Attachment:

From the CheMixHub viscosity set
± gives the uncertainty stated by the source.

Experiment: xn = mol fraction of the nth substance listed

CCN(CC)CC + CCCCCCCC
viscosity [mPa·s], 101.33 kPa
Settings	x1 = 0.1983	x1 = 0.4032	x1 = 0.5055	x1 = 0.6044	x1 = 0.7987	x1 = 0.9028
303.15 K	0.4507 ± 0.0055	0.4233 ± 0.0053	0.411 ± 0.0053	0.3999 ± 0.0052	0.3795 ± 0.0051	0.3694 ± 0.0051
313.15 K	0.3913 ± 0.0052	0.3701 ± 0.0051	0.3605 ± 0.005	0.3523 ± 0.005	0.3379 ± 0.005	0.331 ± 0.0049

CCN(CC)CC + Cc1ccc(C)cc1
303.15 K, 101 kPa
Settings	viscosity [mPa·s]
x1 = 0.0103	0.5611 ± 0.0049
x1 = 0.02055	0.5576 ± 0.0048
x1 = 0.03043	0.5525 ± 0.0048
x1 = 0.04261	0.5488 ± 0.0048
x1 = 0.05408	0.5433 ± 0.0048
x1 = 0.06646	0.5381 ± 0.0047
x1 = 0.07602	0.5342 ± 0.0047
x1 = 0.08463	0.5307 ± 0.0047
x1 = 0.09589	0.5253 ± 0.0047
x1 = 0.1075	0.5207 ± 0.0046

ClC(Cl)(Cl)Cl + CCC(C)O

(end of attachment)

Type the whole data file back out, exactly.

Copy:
From the CheMixHub viscosity set
± gives the uncertainty stated by the source.

Experiment: xn = mol fraction of the nth substance listed

CCN(CC)CC + CCCCCCCC
viscosity [mPa·s], 101.33 kPa
Settings	x1 = 0.1983	x1 = 0.4032	x1 = 0.5055	x1 = 0.6044	x1 = 0.7987	x1 = 0.9028
303.15 K	0.4507 ± 0.0055	0.4233 ± 0.0053	0.411 ± 0.0053	0.3999 ± 0.0052	0.3795 ± 0.0051	0.3694 ± 0.0051
313.15 K	0.3913 ± 0.0052	0.3701 ± 0.0051	0.3605 ± 0.005	0.3523 ± 0.005	0.3379 ± 0.005	0.331 ± 0.0049

CCN(CC)CC + Cc1ccc(C)cc1
303.15 K, 101 kPa
Settings	viscosity [mPa·s]
x1 = 0.0103	0.5611 ± 0.0049
x1 = 0.02055	0.5576 ± 0.0048
x1 = 0.03043	0.5525 ± 0.0048
x1 = 0.04261	0.5488 ± 0.0048
x1 = 0.05408	0.5433 ± 0.0048
x1 = 0.06646	0.5381 ± 0.0047
x1 = 0.07602	0.5342 ± 0.0047
x1 = 0.08463	0.5307 ± 0.0047
x1 = 0.09589	0.5253 ± 0.0047
x1 = 0.1075	0.5207 ± 0.0046

ClC(Cl)(Cl)Cl + CCC(C)O